The Problems With Luring Your DogSep 19, 2022
Food luring is taking food and guiding your dog through a particular position while rewarding them for being in said position. If you've read our other articles about food luring, then you know how I feel about using it in certain situations. The simple fact of the matter is that luring is going to cause some types of problems.
First off, luring requires you to phase out the lure as much as possible. This could take several sessions or months if you're not good at it. The other problem is always many will go back to the lure anytime you run into problems with your training. This then tells the dog that you are going to give them the easiest answer possible when met with a challenge. Is this the worst thing in the world? No. Does it help us long-term? No. I'm always thinking about the long-term with my dog and therefore I will forgo luring them.
So even if you manage to phase out the lure effectively, you still have the task of phasing out hand motions. If your goal is to have your dog respond to hand motions by all means go for it. But now you have to phase those out as well. That can take another couple of weeks or months if you're not good at it. Notice what I say; if you're not good at it. There are trainers on the professional side of dog training who are very prolific at phasing out luring and hand motions. I would say it took them many years to get that down because the average person isn't going to be able to pick up on the small nuances it takes to phase that out.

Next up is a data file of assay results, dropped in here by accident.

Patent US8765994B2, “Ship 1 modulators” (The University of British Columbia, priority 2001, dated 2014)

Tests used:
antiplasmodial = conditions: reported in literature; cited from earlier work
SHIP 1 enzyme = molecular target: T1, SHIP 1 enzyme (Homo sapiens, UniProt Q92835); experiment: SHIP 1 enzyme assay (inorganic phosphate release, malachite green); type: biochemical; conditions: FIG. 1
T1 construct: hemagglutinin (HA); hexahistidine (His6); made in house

Another big problem that I see with luring is that many trainers and dog owners will lure their dogs over and over again, and then randomly stop. I've seen it happen far too often where they lure the dog so much while saying the cue to try to make an association and then stop luring and just say the cue. What happens? The dog does nothing. Now you've created a dog owner that does not believe luring works or one that believes training doesn't. On the companion side of dog training, this can be very costly and frustrating for a dog owner who simply wants their dog trained. If we were to go an alternative route, let's say target training. There is a very clear progression and easy way to see if your dog is understanding or not almost immediately. Luring is a very trustworthy process and takes a lot longer to see reliable results without relying on the lure. Which would you prefer?
And finally a huge problem I see with luring a dog is a dog that just simply won't perform or be creative without the presence of a prompt. Some dog trainers will call this stubborn or some have even called dogs stupid. The simple fact of the matter is that the dog is waiting for you to cue them. In the case the cue has no verbal attachment, the lure becomes the cue. The sequence of any behavior is always antecedent, behavior, and consequence. There's always some kind of stimulus that sparks a behavior and then there's always some kind of consequence after the behavior whether it's positive or negative. When you use luring to start a behavior you are becoming the antecedent. Your dog becomes reliant on that antecedent to perform the behavior to get a reward. I opt for teaching my dog that in the presence of me they should try new behaviors which creates more creativity and excitement and then I can add a particular cue to it once I like the behavior. What do you think?
Good luck, stay training and I'll see you in our next article.
-Michael J. Accetta